The Baseball Zone Blog

How to Make a Recruiting Video for College Baseball Coaches

Kevin Hussey | Oct 16, 2014 3:13:00 PM

filming-a-videoIf you’re looking to play college baseball and you plan on emailing coaches, it will always help to send a video of yourself to the coach. NCAA, NJCAA and NAIA coaches are always looking for new players and sending a video of yourself can be very beneficial for them. It’s important to have a video with useful footage so college coaches have an idea of your skill level.

Pitcher's video

A pitcher's video should provide coaches with footage of you throwing from the windup and stretch. When creating the video you should shoot about 5-6 pitches from both sides of the mound (back side & front side) as well as the back and front (behind you and behind the catcher/target). You should throw all your pitches at least 3-4 times. This will give the coach an idea of what your strengths are and what you need to improve on. When shooting from the front and behind, try to have the result of the pitch in focus so the coach can see your accuracy. It’s not necessary to have a radar gun in the video but telling the coach how hard you throw would help. The coach will have an idea from your video what your velocity may be. The length of the video should be no longer than 3-4 minutes.

Catcher’s video

A catcher’s video should show the catcher receiving, throwing, blocking pitches and fielding a bunt. You should show about 8-10 pitches just being received. After receiving pitches you can move into blocking the ball. Blocking about 8-10 pitches should be enough, but mix up the pitches around the plate so the coach can have an idea of your athleticism. After blocking, move into fielding about 6 bunts, 2 straight ahead and 2 down each baseline. Once you finished bunts move into throwing to the bases. Make about 5-6 throws to second and a couple to first and third. The defensive portion of the video should be about 2 minutes.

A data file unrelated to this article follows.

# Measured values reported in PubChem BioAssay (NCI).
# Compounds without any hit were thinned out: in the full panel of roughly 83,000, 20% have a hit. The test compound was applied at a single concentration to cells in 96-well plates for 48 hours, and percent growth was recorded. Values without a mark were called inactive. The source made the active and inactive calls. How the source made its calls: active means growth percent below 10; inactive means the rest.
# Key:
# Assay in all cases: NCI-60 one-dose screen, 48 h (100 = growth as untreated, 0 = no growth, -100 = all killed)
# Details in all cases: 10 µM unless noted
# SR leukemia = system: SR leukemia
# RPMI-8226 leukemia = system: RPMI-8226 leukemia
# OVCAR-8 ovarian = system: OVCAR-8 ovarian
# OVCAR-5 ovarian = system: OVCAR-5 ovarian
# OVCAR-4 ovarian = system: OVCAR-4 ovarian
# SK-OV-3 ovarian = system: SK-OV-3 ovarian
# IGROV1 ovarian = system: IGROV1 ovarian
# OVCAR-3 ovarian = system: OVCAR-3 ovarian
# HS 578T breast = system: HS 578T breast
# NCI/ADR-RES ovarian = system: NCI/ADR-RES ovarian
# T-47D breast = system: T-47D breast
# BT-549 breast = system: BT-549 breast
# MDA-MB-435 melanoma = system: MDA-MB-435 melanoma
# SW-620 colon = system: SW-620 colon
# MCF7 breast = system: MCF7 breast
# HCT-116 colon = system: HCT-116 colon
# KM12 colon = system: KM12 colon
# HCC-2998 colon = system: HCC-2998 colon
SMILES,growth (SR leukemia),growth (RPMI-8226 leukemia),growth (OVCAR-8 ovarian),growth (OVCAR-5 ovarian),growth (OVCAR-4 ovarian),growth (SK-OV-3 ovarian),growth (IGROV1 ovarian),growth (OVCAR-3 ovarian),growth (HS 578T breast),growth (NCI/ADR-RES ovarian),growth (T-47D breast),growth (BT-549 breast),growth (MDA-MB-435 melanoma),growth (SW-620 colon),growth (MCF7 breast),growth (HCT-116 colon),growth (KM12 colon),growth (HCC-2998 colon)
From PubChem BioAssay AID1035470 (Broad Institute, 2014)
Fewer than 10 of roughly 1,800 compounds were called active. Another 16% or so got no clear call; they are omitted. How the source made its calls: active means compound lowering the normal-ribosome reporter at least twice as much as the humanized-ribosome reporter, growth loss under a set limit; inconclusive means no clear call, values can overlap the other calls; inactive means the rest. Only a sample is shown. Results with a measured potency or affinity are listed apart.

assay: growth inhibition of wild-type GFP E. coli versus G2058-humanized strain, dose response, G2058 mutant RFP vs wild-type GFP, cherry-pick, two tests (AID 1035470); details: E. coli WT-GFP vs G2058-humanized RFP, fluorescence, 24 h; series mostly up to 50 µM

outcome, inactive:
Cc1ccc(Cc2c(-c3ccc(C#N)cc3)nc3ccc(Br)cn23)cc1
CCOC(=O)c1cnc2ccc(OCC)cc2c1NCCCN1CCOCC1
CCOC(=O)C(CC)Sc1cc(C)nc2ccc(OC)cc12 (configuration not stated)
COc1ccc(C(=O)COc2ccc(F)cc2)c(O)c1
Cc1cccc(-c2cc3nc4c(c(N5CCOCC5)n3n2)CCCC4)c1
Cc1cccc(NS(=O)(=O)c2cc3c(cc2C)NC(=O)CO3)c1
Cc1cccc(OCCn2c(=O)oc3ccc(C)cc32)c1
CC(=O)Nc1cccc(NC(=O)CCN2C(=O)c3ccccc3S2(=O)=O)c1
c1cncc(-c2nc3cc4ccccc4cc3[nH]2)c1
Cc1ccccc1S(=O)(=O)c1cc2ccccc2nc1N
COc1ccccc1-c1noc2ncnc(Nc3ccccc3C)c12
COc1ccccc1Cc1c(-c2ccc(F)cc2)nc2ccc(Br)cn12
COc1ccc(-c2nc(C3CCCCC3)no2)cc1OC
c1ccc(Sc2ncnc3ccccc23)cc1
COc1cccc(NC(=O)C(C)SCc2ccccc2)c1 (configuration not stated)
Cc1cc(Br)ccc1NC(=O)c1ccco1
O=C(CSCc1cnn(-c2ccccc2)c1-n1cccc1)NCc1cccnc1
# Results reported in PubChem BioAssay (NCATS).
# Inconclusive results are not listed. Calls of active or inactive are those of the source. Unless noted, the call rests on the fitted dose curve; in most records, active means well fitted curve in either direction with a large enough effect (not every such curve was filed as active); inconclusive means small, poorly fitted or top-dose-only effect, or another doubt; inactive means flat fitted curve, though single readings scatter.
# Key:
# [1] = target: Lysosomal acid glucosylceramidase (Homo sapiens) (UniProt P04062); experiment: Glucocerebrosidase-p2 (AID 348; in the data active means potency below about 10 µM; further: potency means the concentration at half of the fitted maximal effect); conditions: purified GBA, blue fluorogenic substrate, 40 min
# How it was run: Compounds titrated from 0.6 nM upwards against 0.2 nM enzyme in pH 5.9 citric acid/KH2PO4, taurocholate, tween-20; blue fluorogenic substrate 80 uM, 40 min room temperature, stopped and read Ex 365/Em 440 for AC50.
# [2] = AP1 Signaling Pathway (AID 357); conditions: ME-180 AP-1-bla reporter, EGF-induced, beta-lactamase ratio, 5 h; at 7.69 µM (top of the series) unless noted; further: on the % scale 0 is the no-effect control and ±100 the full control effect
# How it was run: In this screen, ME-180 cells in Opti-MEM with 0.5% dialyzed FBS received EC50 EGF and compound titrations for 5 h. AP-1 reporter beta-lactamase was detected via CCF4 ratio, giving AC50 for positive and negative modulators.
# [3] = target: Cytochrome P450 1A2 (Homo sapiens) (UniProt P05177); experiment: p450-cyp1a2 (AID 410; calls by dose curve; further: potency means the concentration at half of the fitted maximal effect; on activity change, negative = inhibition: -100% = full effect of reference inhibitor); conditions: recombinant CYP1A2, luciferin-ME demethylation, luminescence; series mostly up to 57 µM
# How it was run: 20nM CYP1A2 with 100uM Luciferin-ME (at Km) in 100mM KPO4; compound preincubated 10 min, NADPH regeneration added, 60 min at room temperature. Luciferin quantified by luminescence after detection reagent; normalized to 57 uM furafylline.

Infielder’s video

An infielder’s video should consist of taking ground balls including backhands and forehands. All positions should throw the ball to second, while the first baseman can throw to third to show arm strength. Each position should show their ability to move their feet while transitioning to a throw to second base. Middle infielders should also include starting the double play and receiving throws from different positions. Each skill should be shown 3-4 times. The infielding portion of the video should be about 2 minutes.

Outfielder’s video

Outfielders need to show their ability to track a fly ball and transition into a throw to third base and home. Outfielders should take fly balls to their left and right as well as straight at them. All balls that are caught in the video should show your footwork and your ability to throw the ball. Outfielders should also play simulated base hits and throwing to bases off them. The outfielding portion of the video should be about 2 minutes.

Hitting

The hitting portion of the video should include about 15-20 swings in total. It would be ideal to show about 5 swings from both side views and front and back views. If you can get video of actual batting practice it would be best, but front toss can show enough for coaches to get an understanding of skills. The hitting portion of the video should be about 2 minutes.

It’s important to have video that’s 4 minutes or less because you don’t want a coach to skip through and miss a specific skill you wanted them to see. College baseball coaches are looking for videos that are straight to the point and that limit any unneeded footage. A coach just needs an understanding of what you may be able to bring to the team.

I hope this helps - good luck!

Sincerely, 

Kevin Hussey BSc, MSc

The Baseball Zone

college baseball recruiting letter

 

Image courtesy of blog.sproutvideo.com

Topics: recruiting, college, ncaa, college baseball, college baseball recruiting, college baseball scholarship, college recruiting strategy, naia, junior college, juco, recruiting video, college baseball coaches

See our upcoming Clinic Schedules

baseball clinics toronto

Subscribe to The Baseball Zone Blog via E-mail

Hey, let's connect!

facebooktwitterlinkedinyoutube

Latest Blog Posts

Posts by Category

see all